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Cybercrime Conference Jakarta 19/20 March 2003 Joe McNamee European Perspective.

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Presentation on theme: "Cybercrime Conference Jakarta 19/20 March 2003 Joe McNamee European Perspective."— Presentation transcript:

1 Cybercrime Conference Jakarta 19/20 March 2003 Joe McNamee European Perspective

2 Developments to date (EU) Directives on protection of personal data 1995/2002 Directive on certain legal aspects of electronic commerce Directive on copyright in the information society Creation of the EU Cybercrime Forum Establishment of the Information Security Agency Framework Decision on attacks against computer systems Electronic Singatures Directive

3 Data Protection Abuse of personal data is the most frequent abuse on Internet Damages trust in online activity and therefore whole industry Two Directives in the EU, one general, one telecoms-specific Establish rules regarding appropriate use of personal data Establish rules regarding export of data

4 Electronic Commerce Directive Limits liability of ISPs: Establishes the principle of mere conduit Prohibits requirements for general monitoring of online activity Removes liability for temporary technical copies of illegal material Removes liability from hosting providers who do not have actual knowledge of illegal activity

5 Directive Copyright in the Information Society Establishes the copyright status of temporary technical copies Establishes rules regarding copyright exemptions for private copying Gives rightsholders injunction rights Reinforces the WIPO 3 step test for exemptions (special cases, no conflict with normal exploitation, not unreasonably prejudice legitimate interests of rightsholder New Directive published on enforcement of intellectual property rights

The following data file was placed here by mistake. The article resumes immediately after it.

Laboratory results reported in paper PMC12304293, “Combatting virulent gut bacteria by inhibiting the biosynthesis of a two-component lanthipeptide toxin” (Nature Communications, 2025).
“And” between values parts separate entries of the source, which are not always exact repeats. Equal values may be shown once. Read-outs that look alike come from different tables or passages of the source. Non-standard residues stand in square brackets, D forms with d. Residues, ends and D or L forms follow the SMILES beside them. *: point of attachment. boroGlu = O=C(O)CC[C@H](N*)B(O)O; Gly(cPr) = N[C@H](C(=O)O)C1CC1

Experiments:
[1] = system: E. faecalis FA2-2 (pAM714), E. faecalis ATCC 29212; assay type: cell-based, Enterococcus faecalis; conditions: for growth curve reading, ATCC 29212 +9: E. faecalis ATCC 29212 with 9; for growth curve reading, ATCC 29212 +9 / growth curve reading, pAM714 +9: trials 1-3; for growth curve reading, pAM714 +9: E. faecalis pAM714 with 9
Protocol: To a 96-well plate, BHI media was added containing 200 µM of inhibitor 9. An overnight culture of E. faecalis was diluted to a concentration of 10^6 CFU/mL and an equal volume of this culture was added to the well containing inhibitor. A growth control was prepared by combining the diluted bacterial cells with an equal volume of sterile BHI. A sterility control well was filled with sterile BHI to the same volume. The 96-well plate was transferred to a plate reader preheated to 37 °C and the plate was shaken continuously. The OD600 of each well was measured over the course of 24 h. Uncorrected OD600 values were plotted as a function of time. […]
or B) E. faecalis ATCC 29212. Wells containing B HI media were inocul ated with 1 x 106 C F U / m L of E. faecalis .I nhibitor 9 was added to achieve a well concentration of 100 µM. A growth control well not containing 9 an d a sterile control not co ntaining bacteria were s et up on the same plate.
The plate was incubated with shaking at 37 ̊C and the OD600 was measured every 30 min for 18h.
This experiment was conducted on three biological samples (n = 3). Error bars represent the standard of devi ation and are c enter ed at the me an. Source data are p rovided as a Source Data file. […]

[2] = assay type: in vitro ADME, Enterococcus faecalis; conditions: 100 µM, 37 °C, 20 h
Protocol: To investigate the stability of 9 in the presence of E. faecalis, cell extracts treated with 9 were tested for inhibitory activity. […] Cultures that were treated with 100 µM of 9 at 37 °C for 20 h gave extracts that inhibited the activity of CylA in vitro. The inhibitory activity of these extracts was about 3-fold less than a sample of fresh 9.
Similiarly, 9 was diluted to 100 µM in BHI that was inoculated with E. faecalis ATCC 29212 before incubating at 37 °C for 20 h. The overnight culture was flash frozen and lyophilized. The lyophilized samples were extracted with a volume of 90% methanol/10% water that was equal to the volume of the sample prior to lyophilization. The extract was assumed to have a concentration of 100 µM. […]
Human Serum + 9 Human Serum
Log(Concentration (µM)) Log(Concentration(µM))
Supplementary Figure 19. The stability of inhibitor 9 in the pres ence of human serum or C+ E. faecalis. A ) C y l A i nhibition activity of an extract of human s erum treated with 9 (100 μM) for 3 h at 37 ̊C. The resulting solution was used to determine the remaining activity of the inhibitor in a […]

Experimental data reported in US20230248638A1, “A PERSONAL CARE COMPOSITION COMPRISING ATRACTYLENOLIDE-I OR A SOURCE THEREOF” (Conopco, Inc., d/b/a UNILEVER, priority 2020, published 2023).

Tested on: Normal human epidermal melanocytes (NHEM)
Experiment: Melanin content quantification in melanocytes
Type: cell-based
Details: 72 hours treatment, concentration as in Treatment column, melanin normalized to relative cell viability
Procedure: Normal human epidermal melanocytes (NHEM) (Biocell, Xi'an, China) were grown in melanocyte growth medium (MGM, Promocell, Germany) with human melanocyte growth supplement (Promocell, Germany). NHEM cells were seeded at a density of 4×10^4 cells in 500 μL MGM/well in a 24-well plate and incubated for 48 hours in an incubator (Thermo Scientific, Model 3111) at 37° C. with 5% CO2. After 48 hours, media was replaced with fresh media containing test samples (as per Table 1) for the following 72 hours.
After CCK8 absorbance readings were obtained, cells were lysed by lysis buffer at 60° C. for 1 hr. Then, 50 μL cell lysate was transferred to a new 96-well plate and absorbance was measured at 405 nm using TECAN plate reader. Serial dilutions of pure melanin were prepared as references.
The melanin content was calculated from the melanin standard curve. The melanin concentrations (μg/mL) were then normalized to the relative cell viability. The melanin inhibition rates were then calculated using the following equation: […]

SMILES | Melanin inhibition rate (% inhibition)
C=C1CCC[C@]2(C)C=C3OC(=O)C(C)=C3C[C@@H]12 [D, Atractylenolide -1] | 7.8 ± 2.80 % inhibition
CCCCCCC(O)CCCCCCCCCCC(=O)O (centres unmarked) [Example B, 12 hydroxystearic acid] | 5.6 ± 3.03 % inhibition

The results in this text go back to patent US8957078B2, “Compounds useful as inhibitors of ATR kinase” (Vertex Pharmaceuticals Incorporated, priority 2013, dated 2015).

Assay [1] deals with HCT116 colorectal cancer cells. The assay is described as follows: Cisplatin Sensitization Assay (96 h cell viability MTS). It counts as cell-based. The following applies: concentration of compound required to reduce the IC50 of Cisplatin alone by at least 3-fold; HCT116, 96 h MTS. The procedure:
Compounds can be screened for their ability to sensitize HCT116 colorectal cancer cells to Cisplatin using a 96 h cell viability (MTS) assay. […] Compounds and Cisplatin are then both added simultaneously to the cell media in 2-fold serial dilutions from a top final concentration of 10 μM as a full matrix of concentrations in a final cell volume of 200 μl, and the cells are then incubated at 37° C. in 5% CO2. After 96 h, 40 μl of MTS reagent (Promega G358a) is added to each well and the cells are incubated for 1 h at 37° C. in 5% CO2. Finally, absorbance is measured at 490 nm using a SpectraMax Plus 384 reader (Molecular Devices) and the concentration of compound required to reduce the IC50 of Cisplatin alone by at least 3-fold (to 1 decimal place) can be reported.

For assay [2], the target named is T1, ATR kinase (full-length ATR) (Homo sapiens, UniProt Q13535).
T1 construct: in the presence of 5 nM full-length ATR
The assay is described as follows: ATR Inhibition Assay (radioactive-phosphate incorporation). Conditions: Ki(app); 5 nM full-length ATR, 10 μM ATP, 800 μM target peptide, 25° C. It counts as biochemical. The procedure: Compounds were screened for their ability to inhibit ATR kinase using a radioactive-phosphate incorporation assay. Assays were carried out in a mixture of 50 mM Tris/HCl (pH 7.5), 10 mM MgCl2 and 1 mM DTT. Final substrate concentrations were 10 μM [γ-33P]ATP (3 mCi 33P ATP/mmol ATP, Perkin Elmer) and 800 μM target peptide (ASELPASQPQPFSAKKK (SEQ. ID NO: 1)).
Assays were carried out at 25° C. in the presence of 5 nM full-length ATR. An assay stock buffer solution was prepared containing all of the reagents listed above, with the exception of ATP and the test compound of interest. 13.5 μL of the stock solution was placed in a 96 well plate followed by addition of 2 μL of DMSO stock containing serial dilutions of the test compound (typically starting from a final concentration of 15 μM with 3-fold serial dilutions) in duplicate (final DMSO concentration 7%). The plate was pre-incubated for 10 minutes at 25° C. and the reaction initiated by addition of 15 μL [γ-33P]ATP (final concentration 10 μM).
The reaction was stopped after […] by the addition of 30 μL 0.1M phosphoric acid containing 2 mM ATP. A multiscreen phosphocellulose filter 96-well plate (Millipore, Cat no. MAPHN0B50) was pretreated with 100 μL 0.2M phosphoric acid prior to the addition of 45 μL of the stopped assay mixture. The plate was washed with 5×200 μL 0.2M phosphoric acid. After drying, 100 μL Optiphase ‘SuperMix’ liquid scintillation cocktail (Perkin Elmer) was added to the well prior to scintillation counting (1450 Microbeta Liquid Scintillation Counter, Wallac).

6 Cybercrime Forum Established 2001 to involve all stakeholders in cybercrime discussions Two plenary meetings and one expert meeting since then Crucial to involve industry, data protection authorities, civil liberties groups, etc Conflict between need for openness and need for substantive discussions

7 Network Security Agency Proposals published Feb. 2003 Currently going through EU legislative process Aims to collect and analyse information regarding emerging risks Aims to identify, assess and support emerging security standards Aims to promote best practice

8 Decision on attacks against information systems Aims to harmonise EU approach to malicious attacks Unauthorised access (hacking) Disruption of information systems (Denial of Service attacks) Execution of malicious software (viruses) Interception of communications Malicious misrepresentation No safeguards for free speech (was the virtual march on Washington illegal interference?)

9 Electronic Signatures Directive Electronic signatures must be treated as equivalent of physical signature if it meets certain technical requirements Establishes rules concerning certification service providers E-signatures important for e-government Irish e-tax system allows filing and paying of tax online Calculated (with 60 employees) to have replaced 40,000 phone calls Target to have 75% of tax returns online by 2005

10 Data Retention/Preservation Data Preservation is targeted and implemented on case-by-case basis Mandated by the Council of Europe Cybercrime Convention Data Retention is general retention of data on all citizens No international agreement or legal basis